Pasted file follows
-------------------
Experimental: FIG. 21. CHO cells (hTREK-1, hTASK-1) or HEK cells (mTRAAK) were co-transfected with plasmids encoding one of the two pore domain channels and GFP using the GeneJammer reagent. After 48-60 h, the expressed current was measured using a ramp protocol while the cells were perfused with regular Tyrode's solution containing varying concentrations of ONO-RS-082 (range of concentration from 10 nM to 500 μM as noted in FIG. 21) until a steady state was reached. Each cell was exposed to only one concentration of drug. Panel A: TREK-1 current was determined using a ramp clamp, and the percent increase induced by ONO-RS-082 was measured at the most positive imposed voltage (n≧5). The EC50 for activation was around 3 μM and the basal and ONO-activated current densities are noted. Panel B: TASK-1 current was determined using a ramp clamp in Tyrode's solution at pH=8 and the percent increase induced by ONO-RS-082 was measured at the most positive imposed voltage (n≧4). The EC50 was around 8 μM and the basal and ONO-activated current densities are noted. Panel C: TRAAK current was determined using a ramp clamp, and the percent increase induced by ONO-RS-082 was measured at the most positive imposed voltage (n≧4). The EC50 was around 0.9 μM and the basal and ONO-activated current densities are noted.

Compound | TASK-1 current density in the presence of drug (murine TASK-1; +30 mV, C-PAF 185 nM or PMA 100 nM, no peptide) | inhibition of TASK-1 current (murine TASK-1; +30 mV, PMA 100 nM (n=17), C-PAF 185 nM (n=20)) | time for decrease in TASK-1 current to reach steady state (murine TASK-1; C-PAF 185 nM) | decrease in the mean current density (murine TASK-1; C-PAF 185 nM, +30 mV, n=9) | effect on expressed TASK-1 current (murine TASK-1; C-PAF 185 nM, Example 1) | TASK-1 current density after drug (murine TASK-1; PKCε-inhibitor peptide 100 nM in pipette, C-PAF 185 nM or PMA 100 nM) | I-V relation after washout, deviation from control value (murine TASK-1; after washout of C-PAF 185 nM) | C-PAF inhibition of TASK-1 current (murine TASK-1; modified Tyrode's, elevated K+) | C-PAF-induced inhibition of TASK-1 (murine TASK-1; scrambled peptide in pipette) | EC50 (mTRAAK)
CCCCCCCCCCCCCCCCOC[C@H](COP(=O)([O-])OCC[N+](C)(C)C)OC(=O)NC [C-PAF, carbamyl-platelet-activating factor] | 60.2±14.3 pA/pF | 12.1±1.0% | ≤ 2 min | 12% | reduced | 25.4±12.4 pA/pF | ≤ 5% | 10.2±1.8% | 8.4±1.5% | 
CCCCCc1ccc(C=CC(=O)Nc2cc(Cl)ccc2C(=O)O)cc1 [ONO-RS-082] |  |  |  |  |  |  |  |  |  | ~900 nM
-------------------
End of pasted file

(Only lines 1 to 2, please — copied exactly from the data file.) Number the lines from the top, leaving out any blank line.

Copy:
Experimental: FIG. 21. CHO cells (hTREK-1, hTASK-1) or HEK cells (mTRAAK) were co-transfected with plasmids encoding one of the two pore domain channels and GFP using the GeneJammer reagent. After 48-60 h, the expressed current was measured using a ramp protocol while the cells were perfused with regular Tyrode's solution containing varying concentrations of ONO-RS-082 (range of concentration from 10 nM to 500 μM as noted in FIG. 21) until a steady state was reached. Each cell was exposed to only one concentration of drug. Panel A: TREK-1 current was determined using a ramp clamp, and the percent increase induced by ONO-RS-082 was measured at the most positive imposed voltage (n≧5). The EC50 for activation was around 3 μM and the basal and ONO-activated current densities are noted. Panel B: TASK-1 current was determined using a ramp clamp in Tyrode's solution at pH=8 and the percent increase induced by ONO-RS-082 was measured at the most positive imposed voltage (n≧4). The EC50 was around 8 μM and the basal and ONO-activated current densities are noted. Panel C: TRAAK current was determined using a ramp clamp, and the percent increase induced by ONO-RS-082 was measured at the most positive imposed voltage (n≧4). The EC50 was around 0.9 μM and the basal and ONO-activated current densities are noted.

Compound | TASK-1 current density in the presence of drug (murine TASK-1; +30 mV, C-PAF 185 nM or PMA 100 nM, no peptide) | inhibition of TASK-1 current (murine TASK-1; +30 mV, PMA 100 nM (n=17), C-PAF 185 nM (n=20)) | time for decrease in TASK-1 current to reach steady state (murine TASK-1; C-PAF 185 nM) | decrease in the mean current density (murine TASK-1; C-PAF 185 nM, +30 mV, n=9) | effect on expressed TASK-1 current (murine TASK-1; C-PAF 185 nM, Example 1) | TASK-1 current density after drug (murine TASK-1; PKCε-inhibitor peptide 100 nM in pipette, C-PAF 185 nM or PMA 100 nM) | I-V relation after washout, deviation from control value (murine TASK-1; after washout of C-PAF 185 nM) | C-PAF inhibition of TASK-1 current (murine TASK-1; modified Tyrode's, elevated K+) | C-PAF-induced inhibition of TASK-1 (murine TASK-1; scrambled peptide in pipette) | EC50 (mTRAAK)